It is quite right that people should be able to pray if they want to – and that’s true when you’re talking about councillors, politicians or any other sections of the community.
All too often we can get ourselves tied up in the rights, wrongs and wherefores of a situation without engaging an ounce of common sense first.
When it comes to religion, every faith should be treated with respect.
That’s just as true for Christians as it is for Muslims, Sikhs, Buddhists or anyone else.
When the National Secular Society supported a former councillor who took legal action against the town council he used to represent, many were outraged by the outcome.
Bideford Town Council was told it must stop holding prayers during official proceedings following the complaint from the man – an atheist who had argued that it might offend non-believers.
The leader of Fareham Borough Council, Sean Woodward, was one of those who insisted that the ruling would not stop him and other councillors from taking part in prayers.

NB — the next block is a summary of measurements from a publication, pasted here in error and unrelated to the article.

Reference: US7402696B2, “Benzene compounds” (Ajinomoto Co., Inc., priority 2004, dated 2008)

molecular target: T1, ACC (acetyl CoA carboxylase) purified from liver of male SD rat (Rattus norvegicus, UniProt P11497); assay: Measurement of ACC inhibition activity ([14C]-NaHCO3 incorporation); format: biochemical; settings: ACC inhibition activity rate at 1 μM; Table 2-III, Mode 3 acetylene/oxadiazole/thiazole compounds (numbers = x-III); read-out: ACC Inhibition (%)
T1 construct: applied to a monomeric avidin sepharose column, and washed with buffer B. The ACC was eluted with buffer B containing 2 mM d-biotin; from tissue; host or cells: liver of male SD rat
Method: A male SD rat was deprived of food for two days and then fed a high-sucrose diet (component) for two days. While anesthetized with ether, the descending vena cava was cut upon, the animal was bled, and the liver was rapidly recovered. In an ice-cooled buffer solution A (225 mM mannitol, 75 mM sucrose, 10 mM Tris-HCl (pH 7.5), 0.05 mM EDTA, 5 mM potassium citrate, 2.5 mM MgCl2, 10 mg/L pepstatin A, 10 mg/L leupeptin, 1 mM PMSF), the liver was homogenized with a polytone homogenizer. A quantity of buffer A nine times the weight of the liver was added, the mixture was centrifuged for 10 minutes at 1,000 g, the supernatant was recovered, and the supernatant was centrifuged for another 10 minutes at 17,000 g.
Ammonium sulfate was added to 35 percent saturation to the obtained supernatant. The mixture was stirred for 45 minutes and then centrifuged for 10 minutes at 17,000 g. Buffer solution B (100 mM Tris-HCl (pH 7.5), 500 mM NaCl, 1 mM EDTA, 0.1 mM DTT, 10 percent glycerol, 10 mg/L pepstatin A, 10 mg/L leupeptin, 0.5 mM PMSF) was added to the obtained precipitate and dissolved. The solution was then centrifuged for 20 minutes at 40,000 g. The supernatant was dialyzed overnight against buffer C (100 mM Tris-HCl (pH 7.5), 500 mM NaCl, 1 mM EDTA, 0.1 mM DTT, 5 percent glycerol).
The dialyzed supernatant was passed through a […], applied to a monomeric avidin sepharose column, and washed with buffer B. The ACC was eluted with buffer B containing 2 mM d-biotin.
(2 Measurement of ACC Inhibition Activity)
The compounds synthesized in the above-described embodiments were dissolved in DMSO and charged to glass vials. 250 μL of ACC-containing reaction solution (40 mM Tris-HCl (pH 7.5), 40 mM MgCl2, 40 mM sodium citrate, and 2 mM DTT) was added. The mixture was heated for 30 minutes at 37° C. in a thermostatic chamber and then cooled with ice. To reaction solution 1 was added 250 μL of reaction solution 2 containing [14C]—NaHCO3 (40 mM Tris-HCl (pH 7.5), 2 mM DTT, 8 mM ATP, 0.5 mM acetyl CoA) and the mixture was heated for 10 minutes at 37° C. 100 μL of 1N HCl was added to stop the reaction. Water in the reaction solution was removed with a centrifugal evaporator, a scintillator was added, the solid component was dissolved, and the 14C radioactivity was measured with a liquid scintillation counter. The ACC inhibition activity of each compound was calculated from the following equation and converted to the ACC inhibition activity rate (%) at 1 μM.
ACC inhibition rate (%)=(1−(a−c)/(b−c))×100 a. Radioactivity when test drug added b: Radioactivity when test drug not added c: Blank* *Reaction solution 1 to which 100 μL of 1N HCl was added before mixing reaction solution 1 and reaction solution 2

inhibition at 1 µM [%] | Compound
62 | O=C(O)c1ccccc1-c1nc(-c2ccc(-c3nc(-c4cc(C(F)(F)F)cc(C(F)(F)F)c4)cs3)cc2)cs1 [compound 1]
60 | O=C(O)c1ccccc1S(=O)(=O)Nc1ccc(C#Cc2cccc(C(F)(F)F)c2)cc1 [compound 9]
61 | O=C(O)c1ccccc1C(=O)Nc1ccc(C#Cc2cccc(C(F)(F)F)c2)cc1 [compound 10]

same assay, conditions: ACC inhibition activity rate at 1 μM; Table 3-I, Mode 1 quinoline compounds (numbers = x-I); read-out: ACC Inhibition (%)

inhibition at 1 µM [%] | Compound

The government has been quick to fast-track a change in the law to make sure that people like Mr Woodward won’t subsequently be prosecuted for praying before meetings.
And we’re sure that most people will agree that was the correct course of action to take.
Anyone who finds the practice of saying a prayer offensive has the free will to step out of the room for a moment, or wait respectfully until those who do want to take part have finished.
It should be up to individual councils to reach a consensus on this issue and no-one else.
There are those who don’t believe that religion and politics should be mixed.
And we agree that prayer sessions should take place before council meetings start, to ensure that everyone understands that it’s not part of the day’s business, rather a tradition that some choose to uphold.
Of course, that should also be the case for those who aren’t Christian, but want to say prayers of their own.